But, again, a pragmatic compromise is fully possible. The Open Europe/Fresh Start reform conference next week will bring together some of the key players in this debate - including the head of the EU Affairs committee in Polish Parliament, Agnieszka Pomaska and the Bulgarian foreign minister, Kristian Vigenan - to try to replace the current emotional shouting match with a substance-based discussion.

8 comments:

christina speight said...

The whole argument is bogus and Cameron is only doing as a ploy to win in 2015. He'll lose interest in reform of the EU if he gets back to Downing Street for, remember, he's avowed that no government he leads will take us out of the EU. - Of course like most of his promises that one too is as fragile as the rest!

christhai said...

First of all Cameron is expecting the British voters to be as stupid as he is.

Cameron (and OE and Fresh Start) know full well that a Member state of the EU cannot - as in CANNOT - make changes to the EU rules of membership.

There is nothing whatsoever in the Lisbon Treaty which permits such a thing.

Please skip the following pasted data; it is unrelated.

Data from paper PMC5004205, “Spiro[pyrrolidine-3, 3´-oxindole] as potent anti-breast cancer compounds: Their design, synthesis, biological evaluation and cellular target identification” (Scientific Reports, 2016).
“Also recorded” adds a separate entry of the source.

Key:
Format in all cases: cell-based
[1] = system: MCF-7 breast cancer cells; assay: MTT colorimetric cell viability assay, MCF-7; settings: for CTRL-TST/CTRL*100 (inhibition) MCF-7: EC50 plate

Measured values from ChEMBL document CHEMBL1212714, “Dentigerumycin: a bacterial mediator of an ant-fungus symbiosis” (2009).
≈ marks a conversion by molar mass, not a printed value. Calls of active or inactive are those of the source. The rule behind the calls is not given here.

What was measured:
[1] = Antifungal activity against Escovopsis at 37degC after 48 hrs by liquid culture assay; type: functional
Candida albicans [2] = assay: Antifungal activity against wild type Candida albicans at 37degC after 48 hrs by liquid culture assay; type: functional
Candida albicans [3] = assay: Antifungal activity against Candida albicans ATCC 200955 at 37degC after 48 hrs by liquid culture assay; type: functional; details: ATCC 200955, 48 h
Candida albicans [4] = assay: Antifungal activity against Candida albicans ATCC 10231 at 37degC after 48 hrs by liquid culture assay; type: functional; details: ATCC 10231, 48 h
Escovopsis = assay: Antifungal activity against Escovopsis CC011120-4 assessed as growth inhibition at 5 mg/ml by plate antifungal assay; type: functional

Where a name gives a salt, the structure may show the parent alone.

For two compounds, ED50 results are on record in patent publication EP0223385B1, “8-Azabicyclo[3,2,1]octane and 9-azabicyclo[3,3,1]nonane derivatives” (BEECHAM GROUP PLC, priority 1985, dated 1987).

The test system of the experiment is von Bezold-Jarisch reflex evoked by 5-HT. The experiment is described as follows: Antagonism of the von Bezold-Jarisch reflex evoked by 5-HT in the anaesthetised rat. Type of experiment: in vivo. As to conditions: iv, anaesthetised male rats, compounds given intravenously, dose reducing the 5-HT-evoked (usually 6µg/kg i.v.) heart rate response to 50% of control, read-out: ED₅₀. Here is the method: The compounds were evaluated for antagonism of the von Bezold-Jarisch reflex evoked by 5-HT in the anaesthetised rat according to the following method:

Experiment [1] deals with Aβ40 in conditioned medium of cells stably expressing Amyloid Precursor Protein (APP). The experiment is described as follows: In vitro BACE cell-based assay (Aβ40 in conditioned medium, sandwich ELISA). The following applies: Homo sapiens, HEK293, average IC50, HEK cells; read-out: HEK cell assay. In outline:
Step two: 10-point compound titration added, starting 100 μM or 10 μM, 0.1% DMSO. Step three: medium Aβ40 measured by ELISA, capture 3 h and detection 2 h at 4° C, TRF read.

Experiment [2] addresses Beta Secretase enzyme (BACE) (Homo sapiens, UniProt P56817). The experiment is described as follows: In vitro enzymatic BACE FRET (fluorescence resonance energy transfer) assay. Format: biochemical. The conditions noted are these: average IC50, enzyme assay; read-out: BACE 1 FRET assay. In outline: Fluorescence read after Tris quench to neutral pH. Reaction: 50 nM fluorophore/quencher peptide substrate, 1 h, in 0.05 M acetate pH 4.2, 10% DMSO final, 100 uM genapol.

To change the rules, Cameron or anyone else, must invoke Article 50, suspending membership - and that is what WILL be done - MUST be done.

Now OE - you are an EU qango run by Berlin. Fresh Start is a Pro-EU organisation set up to (rather easily) trick the former Tory rebels) and pretend they are "Neutral or EUsceptic". They are neither.

christhai said...

Fact 1.
OE is entirely Pro-EU.
Fresh Start is entirely Pro-EU.

These are Trojan horses in any EU debate.

2. There is no provision of any kind in the Lisbon Treaty which
allows any member state to change any of the rules of
its membership whilst it is a member.

I think David Cameron knows this.

Rik said...

Pay it to UK resident children (via their legal representative).
For Bulgarians and Co likely demanding official proof would do the trick as well. Very likely a proper investigation into this proof will show that that official proof (at least alot of it) is rubbish. Subsequently it could be denied in an application. From mthere future application could drown in red tape.